My parents married in their early twenties after dating for five years. Soon after that they were brave enough to leave their safe environment in a little town in Andalusia, Spain, to move to the amazing continent of Africa. I grew up in Dakhla, a picturesque town with rounded white houses and flat roofs, located on a tiny cape between the Sahara desert and the Atlantic Ocean. I was a healthy, confident and happy child, full of energy, fantasies and dreams.
My father was a math teacher, like all of his friends in Dakhla. I believed it was fun to be a teacher and I wanted to be one too. Dad used to go to school every day, to teach children how to solve problems, equations and an infinity of things related to numbers and signs. I looked up to my father. I was one of those children who loved to ask questions. He knew everything. He always had an answer, always delivered with kindness and love.
Once a week, big students—most of them older than my parents—came to our home for private lessons that, surprisingly for me, were easier than the ones he taught at school. At the age of five, I didn’t understand why grown ups were learning things that children already knew in their early years. My mom explained to me that they didn’t have the chance to go to school when they were little, and my father was helping them catch up. I admired my father for that too.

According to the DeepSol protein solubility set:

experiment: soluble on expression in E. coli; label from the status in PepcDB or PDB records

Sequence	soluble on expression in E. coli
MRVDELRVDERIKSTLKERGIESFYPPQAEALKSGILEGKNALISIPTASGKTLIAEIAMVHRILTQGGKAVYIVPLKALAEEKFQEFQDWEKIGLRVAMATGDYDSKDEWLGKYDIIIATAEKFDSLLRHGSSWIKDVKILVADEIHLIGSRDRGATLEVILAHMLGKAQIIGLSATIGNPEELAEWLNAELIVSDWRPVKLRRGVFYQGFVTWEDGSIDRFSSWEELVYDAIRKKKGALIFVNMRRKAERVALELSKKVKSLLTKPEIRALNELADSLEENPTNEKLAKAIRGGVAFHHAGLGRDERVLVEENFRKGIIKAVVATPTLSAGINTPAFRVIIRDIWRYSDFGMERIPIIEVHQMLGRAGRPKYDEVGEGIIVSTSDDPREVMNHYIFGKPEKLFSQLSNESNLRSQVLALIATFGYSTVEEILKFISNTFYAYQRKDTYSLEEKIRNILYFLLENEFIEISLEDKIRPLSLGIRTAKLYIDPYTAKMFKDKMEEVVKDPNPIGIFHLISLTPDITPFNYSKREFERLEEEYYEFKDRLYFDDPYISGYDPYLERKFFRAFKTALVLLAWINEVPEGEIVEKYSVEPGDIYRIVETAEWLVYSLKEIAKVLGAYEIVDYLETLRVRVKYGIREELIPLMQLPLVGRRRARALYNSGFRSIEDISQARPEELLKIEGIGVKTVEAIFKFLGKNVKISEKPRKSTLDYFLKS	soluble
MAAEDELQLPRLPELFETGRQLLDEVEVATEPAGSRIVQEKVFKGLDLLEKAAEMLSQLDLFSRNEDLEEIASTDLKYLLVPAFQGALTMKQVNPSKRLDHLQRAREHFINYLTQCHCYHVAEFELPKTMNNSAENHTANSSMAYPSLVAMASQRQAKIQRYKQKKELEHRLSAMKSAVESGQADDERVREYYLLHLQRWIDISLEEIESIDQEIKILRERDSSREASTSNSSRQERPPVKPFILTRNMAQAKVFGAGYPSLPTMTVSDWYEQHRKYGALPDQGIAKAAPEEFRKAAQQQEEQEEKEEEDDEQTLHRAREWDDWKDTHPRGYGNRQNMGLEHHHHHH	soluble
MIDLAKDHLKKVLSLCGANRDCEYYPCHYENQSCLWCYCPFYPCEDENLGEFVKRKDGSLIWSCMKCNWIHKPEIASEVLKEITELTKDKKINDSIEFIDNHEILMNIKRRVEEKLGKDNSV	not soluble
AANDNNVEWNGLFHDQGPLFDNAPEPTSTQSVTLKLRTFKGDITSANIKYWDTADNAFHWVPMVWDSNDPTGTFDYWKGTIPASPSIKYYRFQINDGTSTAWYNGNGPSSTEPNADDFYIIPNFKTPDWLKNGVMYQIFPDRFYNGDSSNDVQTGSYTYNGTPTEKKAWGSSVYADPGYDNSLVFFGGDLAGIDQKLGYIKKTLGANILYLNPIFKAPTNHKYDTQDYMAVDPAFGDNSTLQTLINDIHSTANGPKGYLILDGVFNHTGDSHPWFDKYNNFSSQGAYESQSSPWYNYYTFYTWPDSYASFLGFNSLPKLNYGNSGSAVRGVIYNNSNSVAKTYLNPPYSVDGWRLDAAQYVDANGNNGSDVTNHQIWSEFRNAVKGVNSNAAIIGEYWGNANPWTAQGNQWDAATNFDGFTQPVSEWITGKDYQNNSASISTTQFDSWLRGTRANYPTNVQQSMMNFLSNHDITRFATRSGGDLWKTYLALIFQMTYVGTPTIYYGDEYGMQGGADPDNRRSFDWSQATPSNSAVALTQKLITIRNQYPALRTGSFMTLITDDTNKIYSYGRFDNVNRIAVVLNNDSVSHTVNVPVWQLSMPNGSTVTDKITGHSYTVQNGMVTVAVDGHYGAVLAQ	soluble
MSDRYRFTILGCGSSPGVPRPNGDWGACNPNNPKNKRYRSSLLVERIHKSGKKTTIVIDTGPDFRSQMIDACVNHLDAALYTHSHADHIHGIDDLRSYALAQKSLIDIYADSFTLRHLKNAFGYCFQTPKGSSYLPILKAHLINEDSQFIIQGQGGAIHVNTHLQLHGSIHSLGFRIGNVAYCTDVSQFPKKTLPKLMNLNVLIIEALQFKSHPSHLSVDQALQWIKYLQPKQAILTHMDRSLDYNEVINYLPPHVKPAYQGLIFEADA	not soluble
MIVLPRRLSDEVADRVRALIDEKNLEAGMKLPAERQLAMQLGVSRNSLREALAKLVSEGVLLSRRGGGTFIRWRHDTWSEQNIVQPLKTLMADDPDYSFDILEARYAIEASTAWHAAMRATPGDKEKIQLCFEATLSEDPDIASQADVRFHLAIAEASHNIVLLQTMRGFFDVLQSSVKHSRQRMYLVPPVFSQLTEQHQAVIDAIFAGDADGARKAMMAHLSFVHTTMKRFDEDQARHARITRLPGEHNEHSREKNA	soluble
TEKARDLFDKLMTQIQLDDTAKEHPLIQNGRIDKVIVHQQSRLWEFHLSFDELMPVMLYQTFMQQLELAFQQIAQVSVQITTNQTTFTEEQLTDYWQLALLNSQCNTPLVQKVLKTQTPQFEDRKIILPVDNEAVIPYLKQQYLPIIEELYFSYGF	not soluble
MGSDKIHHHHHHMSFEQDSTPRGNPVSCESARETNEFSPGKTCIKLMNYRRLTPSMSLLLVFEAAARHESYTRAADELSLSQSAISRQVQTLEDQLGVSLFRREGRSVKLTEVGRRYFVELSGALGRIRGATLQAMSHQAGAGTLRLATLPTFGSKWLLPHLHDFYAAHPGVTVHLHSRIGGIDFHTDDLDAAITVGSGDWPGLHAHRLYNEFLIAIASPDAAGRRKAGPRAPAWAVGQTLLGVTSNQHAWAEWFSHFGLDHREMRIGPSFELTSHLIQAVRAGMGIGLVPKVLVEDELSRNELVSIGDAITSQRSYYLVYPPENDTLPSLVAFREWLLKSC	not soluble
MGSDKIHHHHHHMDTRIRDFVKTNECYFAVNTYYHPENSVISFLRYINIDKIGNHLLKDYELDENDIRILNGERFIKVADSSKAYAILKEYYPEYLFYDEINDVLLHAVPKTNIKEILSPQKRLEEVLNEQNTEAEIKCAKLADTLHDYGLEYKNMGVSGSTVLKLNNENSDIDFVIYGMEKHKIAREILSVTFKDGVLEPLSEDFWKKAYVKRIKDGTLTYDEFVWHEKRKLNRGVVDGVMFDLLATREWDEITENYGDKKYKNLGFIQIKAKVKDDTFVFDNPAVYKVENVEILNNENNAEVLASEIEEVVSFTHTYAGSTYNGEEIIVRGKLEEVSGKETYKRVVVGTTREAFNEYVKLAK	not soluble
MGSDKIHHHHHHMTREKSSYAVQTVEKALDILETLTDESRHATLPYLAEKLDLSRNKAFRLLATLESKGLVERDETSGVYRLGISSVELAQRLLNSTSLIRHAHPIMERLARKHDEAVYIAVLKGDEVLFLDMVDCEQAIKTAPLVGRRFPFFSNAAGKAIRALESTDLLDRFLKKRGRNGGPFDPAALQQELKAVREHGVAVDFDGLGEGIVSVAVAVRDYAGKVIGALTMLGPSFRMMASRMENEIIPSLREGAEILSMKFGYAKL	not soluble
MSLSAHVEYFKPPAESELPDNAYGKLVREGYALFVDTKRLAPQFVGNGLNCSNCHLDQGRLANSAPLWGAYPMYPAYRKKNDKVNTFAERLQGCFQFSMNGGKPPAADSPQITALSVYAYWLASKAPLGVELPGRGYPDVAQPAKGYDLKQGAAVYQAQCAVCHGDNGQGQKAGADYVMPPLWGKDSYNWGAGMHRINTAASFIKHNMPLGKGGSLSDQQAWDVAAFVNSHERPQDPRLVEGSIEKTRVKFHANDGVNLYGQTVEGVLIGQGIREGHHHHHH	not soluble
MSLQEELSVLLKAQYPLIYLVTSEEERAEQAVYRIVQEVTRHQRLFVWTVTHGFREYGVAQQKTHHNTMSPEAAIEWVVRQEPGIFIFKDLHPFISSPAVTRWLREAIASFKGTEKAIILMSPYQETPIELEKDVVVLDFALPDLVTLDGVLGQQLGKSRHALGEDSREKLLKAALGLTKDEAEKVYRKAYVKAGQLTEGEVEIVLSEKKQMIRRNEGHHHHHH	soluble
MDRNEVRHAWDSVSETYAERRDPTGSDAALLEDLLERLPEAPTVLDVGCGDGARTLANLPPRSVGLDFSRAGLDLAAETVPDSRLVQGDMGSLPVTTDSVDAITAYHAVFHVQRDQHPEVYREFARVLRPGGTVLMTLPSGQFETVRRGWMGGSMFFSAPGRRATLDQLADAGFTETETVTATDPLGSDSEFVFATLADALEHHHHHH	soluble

I used to watch his lessons from a distance, quietly secluded in my bedroom with a side view of his clean-shaven face, long sideburns and Roman nose. My favorite part was when he wrote the alphabet on the huge blackboard my mom had given him for his birthday, while the attentive students asked questions and took notes. That is how I learned to read, secretly, hidden, peeking behind the doorframe, with voracious big brown eyes semi-covered by my natural golden curls. I loved the letters and I wanted to write so badly that I couldn’t wait to go to school.
Soon after that I had almost as many books in my bedroom as my parents had on their shelves. I developed a passion for reading, and a curiosity for learning. Reading before sleeping became a routine that I have kept throughout the years. Now, I can’t go to sleep without reading, even though sometimes I can only manage a page before my eyes close 🙂